Correlation is a statistical term. It shows that two individual elements or variables share similar traits or trends – “ice cream and sunglasses sales both increased.” That’s all there is to correlation: two things behave similarly in this way or that way. Correlation does not describe why or how the relationship between two items is the way it is; it doesn’t give a reason. It just says, “These two things are generally doing the same thing at the same time.”
Causation, on the other hand, is an effort to establish the reason things happen – also referred to as “cause and effect.” The message of causation is: “This thing changed, which in turn caused this other thing to change.” In our super-basic example, the thing that actually caused the increase in sunglasses revenue was the arrival of summer, which was also responsible for the increase in ice cream sales. There was a causal relationship between summer and sunglasses and summer and ice cream, but there’s only a correlative relationship between sunglasses and ice cream.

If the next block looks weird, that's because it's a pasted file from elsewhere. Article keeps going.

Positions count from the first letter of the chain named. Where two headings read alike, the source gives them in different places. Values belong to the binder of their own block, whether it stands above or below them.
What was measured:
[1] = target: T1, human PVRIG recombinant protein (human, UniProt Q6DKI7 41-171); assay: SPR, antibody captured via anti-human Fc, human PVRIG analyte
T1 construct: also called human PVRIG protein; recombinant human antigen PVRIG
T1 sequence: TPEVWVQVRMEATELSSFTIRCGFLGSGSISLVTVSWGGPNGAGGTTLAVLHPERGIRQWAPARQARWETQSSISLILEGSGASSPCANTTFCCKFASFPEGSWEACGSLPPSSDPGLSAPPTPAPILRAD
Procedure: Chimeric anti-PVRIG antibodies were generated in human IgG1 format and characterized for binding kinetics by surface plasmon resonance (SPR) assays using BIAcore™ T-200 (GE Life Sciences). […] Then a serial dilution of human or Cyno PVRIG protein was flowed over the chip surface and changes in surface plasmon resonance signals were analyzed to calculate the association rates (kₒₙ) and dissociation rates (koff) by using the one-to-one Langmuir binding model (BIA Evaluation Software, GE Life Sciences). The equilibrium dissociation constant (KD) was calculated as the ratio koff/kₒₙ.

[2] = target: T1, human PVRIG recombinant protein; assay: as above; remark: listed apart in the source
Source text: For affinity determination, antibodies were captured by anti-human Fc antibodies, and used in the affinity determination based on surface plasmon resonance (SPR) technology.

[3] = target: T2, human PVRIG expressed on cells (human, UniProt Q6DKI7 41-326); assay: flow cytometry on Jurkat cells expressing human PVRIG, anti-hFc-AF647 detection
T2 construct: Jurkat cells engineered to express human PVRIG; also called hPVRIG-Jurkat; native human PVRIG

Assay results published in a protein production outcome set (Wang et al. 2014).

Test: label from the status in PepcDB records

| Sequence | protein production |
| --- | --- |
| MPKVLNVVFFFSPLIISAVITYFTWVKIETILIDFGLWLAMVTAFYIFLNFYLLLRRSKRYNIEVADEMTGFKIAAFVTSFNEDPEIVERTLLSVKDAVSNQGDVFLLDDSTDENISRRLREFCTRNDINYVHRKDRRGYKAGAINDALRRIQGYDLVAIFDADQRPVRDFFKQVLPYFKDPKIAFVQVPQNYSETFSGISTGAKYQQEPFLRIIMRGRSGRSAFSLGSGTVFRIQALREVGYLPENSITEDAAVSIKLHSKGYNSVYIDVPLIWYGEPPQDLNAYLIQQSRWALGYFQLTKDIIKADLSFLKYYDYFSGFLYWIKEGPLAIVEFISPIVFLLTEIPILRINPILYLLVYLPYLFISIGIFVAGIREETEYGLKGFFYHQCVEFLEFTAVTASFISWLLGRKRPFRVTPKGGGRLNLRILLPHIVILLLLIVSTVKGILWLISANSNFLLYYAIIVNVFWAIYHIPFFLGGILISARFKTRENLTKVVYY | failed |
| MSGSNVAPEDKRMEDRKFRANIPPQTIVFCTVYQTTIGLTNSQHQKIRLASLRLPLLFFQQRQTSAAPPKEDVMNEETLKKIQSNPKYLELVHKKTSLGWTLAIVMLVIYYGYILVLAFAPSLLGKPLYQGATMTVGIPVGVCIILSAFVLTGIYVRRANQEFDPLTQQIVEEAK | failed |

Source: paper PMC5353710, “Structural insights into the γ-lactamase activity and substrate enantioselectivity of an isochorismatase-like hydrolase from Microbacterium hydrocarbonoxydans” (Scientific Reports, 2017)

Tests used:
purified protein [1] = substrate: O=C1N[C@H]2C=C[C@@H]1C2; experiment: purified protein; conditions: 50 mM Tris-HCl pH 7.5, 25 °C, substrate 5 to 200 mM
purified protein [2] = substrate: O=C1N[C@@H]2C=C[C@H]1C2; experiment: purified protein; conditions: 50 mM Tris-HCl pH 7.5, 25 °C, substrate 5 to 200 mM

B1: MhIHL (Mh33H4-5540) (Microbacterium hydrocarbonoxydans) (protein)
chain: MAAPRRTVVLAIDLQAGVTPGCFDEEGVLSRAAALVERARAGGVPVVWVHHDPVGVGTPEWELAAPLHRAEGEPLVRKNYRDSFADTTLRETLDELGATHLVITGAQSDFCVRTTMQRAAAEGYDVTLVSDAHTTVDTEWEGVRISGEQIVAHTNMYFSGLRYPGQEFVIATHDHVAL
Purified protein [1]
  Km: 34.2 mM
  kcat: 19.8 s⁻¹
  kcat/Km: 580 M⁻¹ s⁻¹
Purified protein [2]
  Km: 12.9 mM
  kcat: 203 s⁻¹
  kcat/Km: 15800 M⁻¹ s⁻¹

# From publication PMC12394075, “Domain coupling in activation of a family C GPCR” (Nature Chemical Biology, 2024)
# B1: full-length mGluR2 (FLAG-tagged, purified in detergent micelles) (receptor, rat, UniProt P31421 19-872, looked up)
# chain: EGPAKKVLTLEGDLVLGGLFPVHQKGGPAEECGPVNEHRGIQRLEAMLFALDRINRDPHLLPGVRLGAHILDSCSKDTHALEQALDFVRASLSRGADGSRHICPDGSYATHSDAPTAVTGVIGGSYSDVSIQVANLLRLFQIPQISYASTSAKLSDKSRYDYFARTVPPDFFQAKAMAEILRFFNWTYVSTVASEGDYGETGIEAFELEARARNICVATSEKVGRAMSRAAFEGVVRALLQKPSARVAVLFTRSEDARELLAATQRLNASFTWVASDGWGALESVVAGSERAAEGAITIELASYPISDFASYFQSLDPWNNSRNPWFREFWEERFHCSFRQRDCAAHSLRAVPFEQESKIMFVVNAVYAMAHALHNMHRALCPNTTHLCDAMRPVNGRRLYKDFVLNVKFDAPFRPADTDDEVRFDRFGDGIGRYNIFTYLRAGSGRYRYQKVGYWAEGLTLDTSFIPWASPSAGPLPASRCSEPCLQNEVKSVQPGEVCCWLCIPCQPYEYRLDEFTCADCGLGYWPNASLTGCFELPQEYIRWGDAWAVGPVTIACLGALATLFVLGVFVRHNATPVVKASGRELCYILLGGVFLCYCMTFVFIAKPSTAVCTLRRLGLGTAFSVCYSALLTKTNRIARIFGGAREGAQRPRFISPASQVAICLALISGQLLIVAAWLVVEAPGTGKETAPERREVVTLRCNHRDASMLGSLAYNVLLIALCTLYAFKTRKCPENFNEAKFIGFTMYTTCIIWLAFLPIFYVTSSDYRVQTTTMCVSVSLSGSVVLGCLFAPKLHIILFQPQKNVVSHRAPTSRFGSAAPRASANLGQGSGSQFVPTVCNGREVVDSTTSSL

To believe that the increase in ice cream sales caused the increase in sunglasses sales is a logical mistake. This is countered by the phrase correlation doesn’t imply causation – just because two events are similar doesn’t mean one is causing the other one to happen. There may be another underlying factor that’s causing both things to happen.